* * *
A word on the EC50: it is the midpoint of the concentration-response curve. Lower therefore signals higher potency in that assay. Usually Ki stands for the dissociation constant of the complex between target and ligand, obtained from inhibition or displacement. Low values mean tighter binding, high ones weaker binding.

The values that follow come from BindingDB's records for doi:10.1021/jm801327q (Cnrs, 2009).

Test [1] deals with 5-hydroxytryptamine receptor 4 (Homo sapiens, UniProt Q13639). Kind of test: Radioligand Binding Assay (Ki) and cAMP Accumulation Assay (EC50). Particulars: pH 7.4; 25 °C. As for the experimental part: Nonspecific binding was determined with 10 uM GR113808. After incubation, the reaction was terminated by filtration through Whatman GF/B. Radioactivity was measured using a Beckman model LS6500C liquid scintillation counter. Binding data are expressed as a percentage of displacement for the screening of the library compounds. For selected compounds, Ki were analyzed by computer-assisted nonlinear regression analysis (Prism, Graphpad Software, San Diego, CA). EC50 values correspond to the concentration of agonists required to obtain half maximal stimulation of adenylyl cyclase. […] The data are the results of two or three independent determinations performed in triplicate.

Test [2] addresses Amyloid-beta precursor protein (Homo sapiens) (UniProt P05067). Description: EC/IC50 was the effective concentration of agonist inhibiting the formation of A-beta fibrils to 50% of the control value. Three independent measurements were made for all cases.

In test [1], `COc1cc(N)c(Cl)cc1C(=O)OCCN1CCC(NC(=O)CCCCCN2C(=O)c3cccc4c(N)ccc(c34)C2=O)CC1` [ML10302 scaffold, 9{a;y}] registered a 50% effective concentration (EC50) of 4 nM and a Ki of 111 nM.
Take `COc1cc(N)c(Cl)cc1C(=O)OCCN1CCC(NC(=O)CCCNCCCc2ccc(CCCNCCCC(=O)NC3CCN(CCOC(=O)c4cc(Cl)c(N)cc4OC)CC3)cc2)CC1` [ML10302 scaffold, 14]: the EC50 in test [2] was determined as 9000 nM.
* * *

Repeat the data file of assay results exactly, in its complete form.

A word on the EC50: it is the midpoint of the concentration-response curve. Lower therefore signals higher potency in that assay. Usually Ki stands for the dissociation constant of the complex between target and ligand, obtained from inhibition or displacement. Low values mean tighter binding, high ones weaker binding.

The values that follow come from BindingDB's records for doi:10.1021/jm801327q (Cnrs, 2009).

Test [1] deals with 5-hydroxytryptamine receptor 4 (Homo sapiens, UniProt Q13639). Kind of test: Radioligand Binding Assay (Ki) and cAMP Accumulation Assay (EC50). Particulars: pH 7.4; 25 °C. As for the experimental part: Nonspecific binding was determined with 10 uM GR113808. After incubation, the reaction was terminated by filtration through Whatman GF/B. Radioactivity was measured using a Beckman model LS6500C liquid scintillation counter. Binding data are expressed as a percentage of displacement for the screening of the library compounds. For selected compounds, Ki were analyzed by computer-assisted nonlinear regression analysis (Prism, Graphpad Software, San Diego, CA). EC50 values correspond to the concentration of agonists required to obtain half maximal stimulation of adenylyl cyclase. […] The data are the results of two or three independent determinations performed in triplicate.

Test [2] addresses Amyloid-beta precursor protein (Homo sapiens) (UniProt P05067). Description: EC/IC50 was the effective concentration of agonist inhibiting the formation of A-beta fibrils to 50% of the control value. Three independent measurements were made for all cases.

In test [1], `COc1cc(N)c(Cl)cc1C(=O)OCCN1CCC(NC(=O)CCCCCN2C(=O)c3cccc4c(N)ccc(c34)C2=O)CC1` [ML10302 scaffold, 9{a;y}] registered a 50% effective concentration (EC50) of 4 nM and a Ki of 111 nM.
Take `COc1cc(N)c(Cl)cc1C(=O)OCCN1CCC(NC(=O)CCCNCCCc2ccc(CCCNCCCC(=O)NC3CCN(CCOC(=O)c4cc(Cl)c(N)cc4OC)CC3)cc2)CC1` [ML10302 scaffold, 14]: the EC50 in test [2] was determined as 9000 nM.